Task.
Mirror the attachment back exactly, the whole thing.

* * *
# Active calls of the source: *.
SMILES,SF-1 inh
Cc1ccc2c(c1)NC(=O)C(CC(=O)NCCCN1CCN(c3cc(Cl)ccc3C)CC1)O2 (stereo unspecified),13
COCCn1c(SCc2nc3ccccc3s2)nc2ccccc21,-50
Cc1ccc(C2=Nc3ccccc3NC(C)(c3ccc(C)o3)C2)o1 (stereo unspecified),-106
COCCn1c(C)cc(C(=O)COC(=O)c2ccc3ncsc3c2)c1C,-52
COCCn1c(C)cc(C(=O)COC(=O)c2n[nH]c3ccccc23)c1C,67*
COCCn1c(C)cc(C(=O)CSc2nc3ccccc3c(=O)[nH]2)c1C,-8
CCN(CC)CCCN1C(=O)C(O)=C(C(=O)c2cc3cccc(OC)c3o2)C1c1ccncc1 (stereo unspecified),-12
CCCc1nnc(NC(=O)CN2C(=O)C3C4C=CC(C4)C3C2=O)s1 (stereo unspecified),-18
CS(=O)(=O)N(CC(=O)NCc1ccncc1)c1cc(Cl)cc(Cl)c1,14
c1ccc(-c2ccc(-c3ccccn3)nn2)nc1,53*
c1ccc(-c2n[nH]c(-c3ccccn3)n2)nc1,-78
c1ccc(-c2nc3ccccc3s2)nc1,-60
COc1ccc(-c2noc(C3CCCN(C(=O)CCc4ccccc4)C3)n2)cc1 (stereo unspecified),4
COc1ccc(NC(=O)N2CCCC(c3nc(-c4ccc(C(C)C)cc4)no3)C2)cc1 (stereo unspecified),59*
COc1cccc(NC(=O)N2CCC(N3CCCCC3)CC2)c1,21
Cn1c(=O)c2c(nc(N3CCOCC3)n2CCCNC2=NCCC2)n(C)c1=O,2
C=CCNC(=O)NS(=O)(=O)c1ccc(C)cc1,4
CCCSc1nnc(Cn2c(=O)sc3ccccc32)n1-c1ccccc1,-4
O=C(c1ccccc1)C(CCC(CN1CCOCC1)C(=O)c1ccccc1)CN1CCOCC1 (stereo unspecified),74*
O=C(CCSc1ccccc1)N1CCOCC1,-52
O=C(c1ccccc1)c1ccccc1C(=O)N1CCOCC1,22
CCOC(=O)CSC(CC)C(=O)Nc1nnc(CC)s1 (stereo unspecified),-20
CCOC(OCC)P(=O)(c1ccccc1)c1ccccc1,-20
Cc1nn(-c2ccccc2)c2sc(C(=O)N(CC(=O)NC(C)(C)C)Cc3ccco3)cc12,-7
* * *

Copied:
# Active calls of the source: *.
SMILES,SF-1 inh
Cc1ccc2c(c1)NC(=O)C(CC(=O)NCCCN1CCN(c3cc(Cl)ccc3C)CC1)O2 (stereo unspecified),13
COCCn1c(SCc2nc3ccccc3s2)nc2ccccc21,-50
Cc1ccc(C2=Nc3ccccc3NC(C)(c3ccc(C)o3)C2)o1 (stereo unspecified),-106
COCCn1c(C)cc(C(=O)COC(=O)c2ccc3ncsc3c2)c1C,-52
COCCn1c(C)cc(C(=O)COC(=O)c2n[nH]c3ccccc23)c1C,67*
COCCn1c(C)cc(C(=O)CSc2nc3ccccc3c(=O)[nH]2)c1C,-8
CCN(CC)CCCN1C(=O)C(O)=C(C(=O)c2cc3cccc(OC)c3o2)C1c1ccncc1 (stereo unspecified),-12
CCCc1nnc(NC(=O)CN2C(=O)C3C4C=CC(C4)C3C2=O)s1 (stereo unspecified),-18
CS(=O)(=O)N(CC(=O)NCc1ccncc1)c1cc(Cl)cc(Cl)c1,14
c1ccc(-c2ccc(-c3ccccn3)nn2)nc1,53*
c1ccc(-c2n[nH]c(-c3ccccn3)n2)nc1,-78
c1ccc(-c2nc3ccccc3s2)nc1,-60
COc1ccc(-c2noc(C3CCCN(C(=O)CCc4ccccc4)C3)n2)cc1 (stereo unspecified),4
COc1ccc(NC(=O)N2CCCC(c3nc(-c4ccc(C(C)C)cc4)no3)C2)cc1 (stereo unspecified),59*
COc1cccc(NC(=O)N2CCC(N3CCCCC3)CC2)c1,21
Cn1c(=O)c2c(nc(N3CCOCC3)n2CCCNC2=NCCC2)n(C)c1=O,2
C=CCNC(=O)NS(=O)(=O)c1ccc(C)cc1,4
CCCSc1nnc(Cn2c(=O)sc3ccccc32)n1-c1ccccc1,-4
O=C(c1ccccc1)C(CCC(CN1CCOCC1)C(=O)c1ccccc1)CN1CCOCC1 (stereo unspecified),74*
O=C(CCSc1ccccc1)N1CCOCC1,-52
O=C(c1ccccc1)c1ccccc1C(=O)N1CCOCC1,22
CCOC(=O)CSC(CC)C(=O)Nc1nnc(CC)s1 (stereo unspecified),-20
CCOC(OCC)P(=O)(c1ccccc1)c1ccccc1,-20
Cc1nn(-c2ccccc2)c2sc(C(=O)N(CC(=O)NC(C)(C)C)Cc3ccco3)cc12,-7